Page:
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From Sylvain Wallez <sylv...@apache.org>
Subject Re: [RT] How scripting made me hate java
Date Sat, 19 Feb 2005 20:58:35 GMT
Carsten Ziegeler wrote:

<snip/>

> So, my opinion is we should just look at what people want to use, what 
> *we* thing is the best to have, combine those two and then: just do 
> it. The past showed that first discussing things lead to no code while 
> first coding somethings and then start a discussion based on the code 
> works very well. Even if the code is totally changed or removed, it 
> seems to be the better way.
>
> And this is what I'm currently trying to do: I'm doing a lot of 
> projects with Cocoon and I'm talking to many users of Cocoon. While 
> they use Cocoon in different areas, they all have the same problems 
> and even we - working with Cocoon for nearly 5 years now - have 
> similar problems. So I'm taking the feedback, add my own thoughts and 
> implement ideas to see where this may lead. With the current core we 
> have a good base to implement new things. It's our own code and we can 
> add new features like AOP or JMX support there without any problems.
> But if I have to discuss each and every feature with 20 people - 
> everyone having it's own ideas - I'm most times blocked: 5 people like 
> the idea, 3 people don't like the idea and so you're doomed.


I strongly disagree with your point of view: it's bad to do things on 
your own and then inform people of what you do when it's finished and 
committed. Sure, you may have no problem with other people deeply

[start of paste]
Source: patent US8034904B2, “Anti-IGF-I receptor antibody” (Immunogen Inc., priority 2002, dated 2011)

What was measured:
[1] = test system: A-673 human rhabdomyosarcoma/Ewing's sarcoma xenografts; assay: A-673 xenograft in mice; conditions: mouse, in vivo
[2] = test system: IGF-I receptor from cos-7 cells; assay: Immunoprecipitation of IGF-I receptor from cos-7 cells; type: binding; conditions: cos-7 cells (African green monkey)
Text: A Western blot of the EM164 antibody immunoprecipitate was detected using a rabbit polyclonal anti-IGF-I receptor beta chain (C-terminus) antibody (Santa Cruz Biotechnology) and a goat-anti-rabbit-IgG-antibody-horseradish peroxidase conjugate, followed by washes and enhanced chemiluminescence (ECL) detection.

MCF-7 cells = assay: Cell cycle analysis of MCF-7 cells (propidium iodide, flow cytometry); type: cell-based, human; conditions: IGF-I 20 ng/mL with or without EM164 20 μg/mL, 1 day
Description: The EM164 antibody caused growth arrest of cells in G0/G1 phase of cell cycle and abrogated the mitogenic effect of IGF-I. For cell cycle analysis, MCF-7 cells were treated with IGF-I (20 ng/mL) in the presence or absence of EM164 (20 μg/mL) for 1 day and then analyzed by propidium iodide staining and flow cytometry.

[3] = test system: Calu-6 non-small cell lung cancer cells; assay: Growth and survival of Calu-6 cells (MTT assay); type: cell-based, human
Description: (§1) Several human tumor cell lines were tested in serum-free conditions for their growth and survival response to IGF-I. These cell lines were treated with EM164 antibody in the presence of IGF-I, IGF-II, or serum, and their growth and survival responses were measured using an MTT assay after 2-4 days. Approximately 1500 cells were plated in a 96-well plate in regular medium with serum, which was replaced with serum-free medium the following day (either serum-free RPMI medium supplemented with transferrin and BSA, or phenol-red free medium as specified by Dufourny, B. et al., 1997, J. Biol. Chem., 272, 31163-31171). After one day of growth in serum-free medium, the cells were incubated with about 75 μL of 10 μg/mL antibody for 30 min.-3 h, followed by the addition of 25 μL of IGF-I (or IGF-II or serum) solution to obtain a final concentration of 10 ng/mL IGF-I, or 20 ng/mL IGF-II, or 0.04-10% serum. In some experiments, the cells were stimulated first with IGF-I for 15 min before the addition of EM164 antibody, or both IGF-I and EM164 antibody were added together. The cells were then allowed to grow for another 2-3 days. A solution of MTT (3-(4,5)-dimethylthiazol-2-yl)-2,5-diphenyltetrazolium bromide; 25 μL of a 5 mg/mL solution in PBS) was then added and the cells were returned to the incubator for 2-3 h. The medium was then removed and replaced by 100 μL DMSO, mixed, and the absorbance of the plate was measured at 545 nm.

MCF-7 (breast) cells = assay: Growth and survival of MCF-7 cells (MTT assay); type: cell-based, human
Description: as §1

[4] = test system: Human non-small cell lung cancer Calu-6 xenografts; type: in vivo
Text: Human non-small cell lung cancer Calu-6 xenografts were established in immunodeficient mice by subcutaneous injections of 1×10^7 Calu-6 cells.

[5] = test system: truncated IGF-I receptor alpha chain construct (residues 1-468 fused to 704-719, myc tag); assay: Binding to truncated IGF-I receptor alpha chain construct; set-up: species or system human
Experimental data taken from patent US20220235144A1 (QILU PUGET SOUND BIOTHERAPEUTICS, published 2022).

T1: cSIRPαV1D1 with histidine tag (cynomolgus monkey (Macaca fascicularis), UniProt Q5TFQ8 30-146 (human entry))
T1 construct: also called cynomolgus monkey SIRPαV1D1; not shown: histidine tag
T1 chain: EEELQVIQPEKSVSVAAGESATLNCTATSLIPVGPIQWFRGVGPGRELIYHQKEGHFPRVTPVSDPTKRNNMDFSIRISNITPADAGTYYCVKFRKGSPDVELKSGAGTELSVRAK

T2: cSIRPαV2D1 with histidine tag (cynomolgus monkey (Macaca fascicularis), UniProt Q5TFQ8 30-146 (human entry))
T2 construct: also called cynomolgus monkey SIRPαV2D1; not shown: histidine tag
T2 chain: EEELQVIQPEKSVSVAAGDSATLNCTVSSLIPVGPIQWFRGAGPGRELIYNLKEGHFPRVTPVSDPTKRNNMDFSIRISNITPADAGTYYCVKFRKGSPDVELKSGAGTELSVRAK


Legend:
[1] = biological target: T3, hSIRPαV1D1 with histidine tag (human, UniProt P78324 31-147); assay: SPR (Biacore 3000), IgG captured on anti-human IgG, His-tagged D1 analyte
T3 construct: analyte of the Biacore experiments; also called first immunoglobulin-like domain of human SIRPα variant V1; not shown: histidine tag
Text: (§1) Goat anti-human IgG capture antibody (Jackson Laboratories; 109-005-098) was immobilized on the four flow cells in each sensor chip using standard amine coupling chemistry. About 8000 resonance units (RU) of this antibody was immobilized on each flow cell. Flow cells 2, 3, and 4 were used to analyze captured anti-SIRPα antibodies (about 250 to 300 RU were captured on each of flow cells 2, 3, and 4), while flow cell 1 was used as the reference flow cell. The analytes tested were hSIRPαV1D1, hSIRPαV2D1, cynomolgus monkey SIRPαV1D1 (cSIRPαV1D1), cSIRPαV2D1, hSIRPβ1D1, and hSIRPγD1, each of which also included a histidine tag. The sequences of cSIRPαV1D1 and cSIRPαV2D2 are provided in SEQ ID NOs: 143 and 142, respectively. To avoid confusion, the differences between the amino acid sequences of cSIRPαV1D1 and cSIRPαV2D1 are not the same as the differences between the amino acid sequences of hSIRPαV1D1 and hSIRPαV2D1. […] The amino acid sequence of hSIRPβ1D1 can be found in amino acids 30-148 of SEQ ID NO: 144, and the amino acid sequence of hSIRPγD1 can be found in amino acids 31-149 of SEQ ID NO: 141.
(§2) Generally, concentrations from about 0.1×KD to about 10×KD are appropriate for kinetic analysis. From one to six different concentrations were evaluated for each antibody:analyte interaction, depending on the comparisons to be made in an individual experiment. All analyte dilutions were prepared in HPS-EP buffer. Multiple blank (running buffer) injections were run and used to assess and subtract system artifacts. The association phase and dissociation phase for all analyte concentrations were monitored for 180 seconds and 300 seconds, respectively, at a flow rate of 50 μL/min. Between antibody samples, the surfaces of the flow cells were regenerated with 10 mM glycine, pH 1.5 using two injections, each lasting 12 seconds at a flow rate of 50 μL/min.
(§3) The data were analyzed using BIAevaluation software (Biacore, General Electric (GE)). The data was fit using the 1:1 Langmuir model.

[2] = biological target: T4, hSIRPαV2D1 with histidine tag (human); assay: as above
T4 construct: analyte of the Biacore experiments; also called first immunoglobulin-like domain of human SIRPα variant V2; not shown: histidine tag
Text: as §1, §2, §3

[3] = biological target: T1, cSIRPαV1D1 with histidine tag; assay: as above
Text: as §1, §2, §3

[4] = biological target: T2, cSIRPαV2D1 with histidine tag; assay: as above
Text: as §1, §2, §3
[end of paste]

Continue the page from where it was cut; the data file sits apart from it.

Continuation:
modifying your code afterwards, but you have to understand that not 
everybody feels the same and that people are respectful of other's work 
because of the time and energy it represents. Especially when that code 
comes from one of the core developers.

Now that doesn't mean everything should be discussed and voted, but that 
you need to inform people of the directions you want to take, the 
prototypes you want to try, etc.

Why so? First of all, we are a community, and not a group of individuals 
each working in their corner of a shared SVN repository. Understanding 
the commits flowing on the mailing list is easier if we know a bit what 
they're about beforehand.

Secondly, other people can bring you other point of views and other ways 
to tackle a problem and our collective brain is far more powerful than 
the sum of our invidual brains. Otherwise, why would we be involved in 
OSS projects?

And finally, even if you accept that your code is deeply refactored, 
this represents a lot of wasted energy for you and for others to 
understand and refactor afterwards rather than giving their inputs 
earlier. By knowing earlier, at least people will have the occasion to 
think about the problem and maybe understand what you do and why you do it.

And all this doesn't prevent "just do it": tell people that you *will* 
just do it rather than saying that you just *did* it. Community-wise, 
because that's where we have a problem also, this makes a big difference.

Sylvain

-- 
Sylvain Wallez                                  Anyware Technologies
http://www.apache.org/~sylvain           http://www.anyware-tech.com
{ XML, Java, Cocoon, OpenSource }*{ Training, Consulting, Projects }


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